The Dryandra Road piling pad work site for the Brisbane's New Runway project is in full swing! #RunwayIsComing
— Brisbane Airport ✈️ (@BrisbaneAirport) February 7, 2018
The arrival of heavy international aircraft on the new 19 Right does throw up the issue of taxi times given the end of the runway will be the furthest possible point from the international terminal and a long way (literally) from the trundle across to the terminal from the current 19 stopping point.
Coughlan looks at it this way: “In 01 Left mode you are looking at a taxi time for internationals of around 12 to 15 minutes which is quite normal. When they are in a 19 Right mode they will have about a 20-21 minute taxi. I know a lot of people say that’s a long taxi, but when we benchmarked that against a lot of the major hub airports of the world it was quite normal to see about 20 minutes’ taxiing.
“And the one thing we say with ours is that at least the aircraft will be continually moving. In a lot of the busy airports the aircraft stop and start because of cross runways or conflicting taxiways.”
The human element
It is just short of 90 years since 26,000 people turned out from all over Brisbane to see Charles Kingsford Smith land his Fokker V.II Southern Cross at Eagle Farm at the end of the first trans-Pacific flight. A monument to the achievement of Smith and his crew – Charles Ulm, James Warner and Harry Lyon – stands proudly just off the approach road to today’s Brisbane Airport and just a few hundred metres from that historic landing point.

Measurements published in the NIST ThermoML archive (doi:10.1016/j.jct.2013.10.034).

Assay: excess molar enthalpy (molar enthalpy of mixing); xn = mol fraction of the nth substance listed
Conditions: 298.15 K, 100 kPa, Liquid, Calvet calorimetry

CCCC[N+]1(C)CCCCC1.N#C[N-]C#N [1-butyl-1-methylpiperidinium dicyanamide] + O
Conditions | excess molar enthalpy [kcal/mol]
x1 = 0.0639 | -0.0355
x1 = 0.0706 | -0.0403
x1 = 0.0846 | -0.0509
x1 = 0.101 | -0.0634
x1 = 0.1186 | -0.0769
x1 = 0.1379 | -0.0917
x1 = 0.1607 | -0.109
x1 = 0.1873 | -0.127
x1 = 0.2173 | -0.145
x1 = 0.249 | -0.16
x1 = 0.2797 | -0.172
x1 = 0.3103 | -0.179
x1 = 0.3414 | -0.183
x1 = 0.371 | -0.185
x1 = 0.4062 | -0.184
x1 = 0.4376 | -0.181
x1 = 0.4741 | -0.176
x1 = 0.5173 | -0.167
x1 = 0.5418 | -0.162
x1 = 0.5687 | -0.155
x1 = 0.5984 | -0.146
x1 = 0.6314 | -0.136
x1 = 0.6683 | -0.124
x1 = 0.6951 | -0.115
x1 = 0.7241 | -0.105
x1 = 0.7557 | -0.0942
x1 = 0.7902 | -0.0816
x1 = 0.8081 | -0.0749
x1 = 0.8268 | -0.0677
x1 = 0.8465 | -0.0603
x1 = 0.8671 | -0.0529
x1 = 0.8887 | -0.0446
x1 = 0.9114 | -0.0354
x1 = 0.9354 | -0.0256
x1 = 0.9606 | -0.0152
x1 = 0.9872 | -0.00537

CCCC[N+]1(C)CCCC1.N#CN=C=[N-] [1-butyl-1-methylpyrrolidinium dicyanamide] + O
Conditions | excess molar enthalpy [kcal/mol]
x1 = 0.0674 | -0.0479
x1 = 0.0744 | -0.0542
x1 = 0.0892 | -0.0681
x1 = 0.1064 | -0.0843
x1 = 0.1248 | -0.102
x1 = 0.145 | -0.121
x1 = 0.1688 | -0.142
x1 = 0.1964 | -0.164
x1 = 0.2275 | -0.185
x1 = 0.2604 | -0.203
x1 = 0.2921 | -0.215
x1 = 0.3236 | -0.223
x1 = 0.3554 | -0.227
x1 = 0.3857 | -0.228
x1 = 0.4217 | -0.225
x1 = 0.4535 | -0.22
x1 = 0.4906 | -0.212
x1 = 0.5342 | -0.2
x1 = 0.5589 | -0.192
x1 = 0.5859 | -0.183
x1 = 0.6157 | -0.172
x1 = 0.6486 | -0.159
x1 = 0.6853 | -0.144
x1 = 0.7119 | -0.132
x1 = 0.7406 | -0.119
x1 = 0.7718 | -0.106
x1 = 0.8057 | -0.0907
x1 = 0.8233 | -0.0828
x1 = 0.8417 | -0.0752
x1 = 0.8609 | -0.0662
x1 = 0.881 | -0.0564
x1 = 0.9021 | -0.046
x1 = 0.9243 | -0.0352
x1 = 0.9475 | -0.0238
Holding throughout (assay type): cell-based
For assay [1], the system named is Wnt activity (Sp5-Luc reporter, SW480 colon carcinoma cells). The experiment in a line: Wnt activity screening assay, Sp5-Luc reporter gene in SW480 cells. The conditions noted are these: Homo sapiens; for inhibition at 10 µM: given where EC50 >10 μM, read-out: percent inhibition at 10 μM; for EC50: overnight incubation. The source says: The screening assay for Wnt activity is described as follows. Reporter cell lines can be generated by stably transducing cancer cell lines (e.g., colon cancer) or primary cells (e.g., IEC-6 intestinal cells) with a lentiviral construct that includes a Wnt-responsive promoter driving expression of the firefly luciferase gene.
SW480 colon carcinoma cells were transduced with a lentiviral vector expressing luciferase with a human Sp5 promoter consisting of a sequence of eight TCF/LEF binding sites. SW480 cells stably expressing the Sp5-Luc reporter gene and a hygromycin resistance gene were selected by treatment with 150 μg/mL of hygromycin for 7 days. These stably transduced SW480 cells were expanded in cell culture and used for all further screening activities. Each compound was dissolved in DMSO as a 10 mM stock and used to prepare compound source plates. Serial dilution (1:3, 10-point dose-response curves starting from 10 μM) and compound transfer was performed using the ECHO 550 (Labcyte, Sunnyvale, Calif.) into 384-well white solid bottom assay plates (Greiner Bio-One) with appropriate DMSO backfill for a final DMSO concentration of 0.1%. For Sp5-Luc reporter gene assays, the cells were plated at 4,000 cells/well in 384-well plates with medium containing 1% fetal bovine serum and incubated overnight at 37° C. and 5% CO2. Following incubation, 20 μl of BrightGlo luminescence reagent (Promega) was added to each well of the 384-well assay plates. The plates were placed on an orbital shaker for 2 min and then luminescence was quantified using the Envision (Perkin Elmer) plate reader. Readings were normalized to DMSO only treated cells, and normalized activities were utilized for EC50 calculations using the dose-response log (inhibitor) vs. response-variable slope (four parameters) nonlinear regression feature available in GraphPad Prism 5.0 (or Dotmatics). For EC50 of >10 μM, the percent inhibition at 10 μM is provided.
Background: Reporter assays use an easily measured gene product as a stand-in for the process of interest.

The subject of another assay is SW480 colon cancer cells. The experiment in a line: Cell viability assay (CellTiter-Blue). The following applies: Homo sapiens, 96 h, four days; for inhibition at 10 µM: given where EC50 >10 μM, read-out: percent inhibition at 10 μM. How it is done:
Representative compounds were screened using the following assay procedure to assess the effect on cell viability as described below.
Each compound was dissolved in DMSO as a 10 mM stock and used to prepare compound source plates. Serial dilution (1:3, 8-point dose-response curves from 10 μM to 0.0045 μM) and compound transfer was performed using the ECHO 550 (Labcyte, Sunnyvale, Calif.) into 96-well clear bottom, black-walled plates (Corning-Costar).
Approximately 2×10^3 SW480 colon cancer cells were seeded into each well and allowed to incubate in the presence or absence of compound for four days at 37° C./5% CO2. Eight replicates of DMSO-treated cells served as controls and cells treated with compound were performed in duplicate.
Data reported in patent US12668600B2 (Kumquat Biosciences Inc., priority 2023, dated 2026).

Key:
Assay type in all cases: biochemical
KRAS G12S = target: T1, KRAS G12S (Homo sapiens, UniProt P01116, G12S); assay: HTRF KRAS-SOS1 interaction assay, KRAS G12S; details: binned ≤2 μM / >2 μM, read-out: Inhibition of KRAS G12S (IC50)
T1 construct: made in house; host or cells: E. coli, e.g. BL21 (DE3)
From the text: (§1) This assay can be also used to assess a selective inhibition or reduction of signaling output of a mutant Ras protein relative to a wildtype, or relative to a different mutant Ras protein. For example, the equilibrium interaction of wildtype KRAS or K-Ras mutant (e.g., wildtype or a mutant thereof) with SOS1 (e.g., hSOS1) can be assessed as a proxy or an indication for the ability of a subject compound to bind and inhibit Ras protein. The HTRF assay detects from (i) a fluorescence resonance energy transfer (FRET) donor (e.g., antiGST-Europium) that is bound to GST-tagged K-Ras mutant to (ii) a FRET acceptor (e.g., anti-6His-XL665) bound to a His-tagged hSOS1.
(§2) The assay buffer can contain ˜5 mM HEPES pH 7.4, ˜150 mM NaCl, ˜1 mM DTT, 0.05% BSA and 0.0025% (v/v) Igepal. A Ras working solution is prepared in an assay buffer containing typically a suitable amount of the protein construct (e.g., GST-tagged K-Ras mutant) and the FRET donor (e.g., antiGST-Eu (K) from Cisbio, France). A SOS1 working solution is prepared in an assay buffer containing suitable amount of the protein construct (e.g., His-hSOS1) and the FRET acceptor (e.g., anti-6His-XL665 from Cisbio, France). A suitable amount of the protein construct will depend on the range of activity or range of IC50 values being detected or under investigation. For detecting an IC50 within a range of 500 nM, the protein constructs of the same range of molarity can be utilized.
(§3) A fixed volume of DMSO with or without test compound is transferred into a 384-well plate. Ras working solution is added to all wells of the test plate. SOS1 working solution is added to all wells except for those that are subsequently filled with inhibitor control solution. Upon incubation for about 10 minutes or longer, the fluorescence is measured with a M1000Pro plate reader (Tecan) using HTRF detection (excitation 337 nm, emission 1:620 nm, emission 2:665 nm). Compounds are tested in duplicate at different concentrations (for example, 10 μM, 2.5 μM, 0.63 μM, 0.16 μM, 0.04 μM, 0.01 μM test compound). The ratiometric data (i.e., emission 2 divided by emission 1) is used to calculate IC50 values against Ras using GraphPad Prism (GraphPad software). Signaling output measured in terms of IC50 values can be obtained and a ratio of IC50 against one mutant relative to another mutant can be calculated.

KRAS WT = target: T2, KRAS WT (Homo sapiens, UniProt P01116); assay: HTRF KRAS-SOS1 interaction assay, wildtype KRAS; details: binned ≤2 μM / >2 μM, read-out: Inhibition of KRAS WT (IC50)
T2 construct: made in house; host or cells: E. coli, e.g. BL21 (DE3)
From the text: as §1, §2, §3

Now more than 20,000 people turn out each day to work in what is a suburb in its own right: the largest airport in Australia by land size covering 2,700 hectares and home to more than 400 businesses, from aircraft and freight handling to warehousing, manufacturing, recreation, tourism and retail, including hotels and Brisbane’s only 24-hour supermarket.
That number is forecast to jump to 50,000 by 2029 (passenger numbers are also forecast to increase to 35 million by 2023 and more than double from the current 22 million by 2034).
If nothing else it shows that behind the statistics there is a big human story and that goes, too, for the runway project. BAC says the runway involves 2,700 construction jobs with a further 7,800 jobs projected for the Brisbane/Moreton region by 2035 due to the increased capacity.
Beyond the airport, the development dovetails with major advances in Brisbane tourism infrastructure such as the $3 billion Queens Wharf integrated resort and entertainment hub being built in the CBD on the north side of the Brisbane River.
For Coughlan, it all goes to underscore the importance of the runway project.
“It’s not just a runway for BAC,” he said. “If you look at developments like Queen’s Wharf and state tourism development, they are all dependent on us having an efficient airport.
“It’s a runway for our industry, our state and more than that.
“It’s a runway for Australia.”
This feature story first appeared in the January-February 2018 issue of Australian Aviation.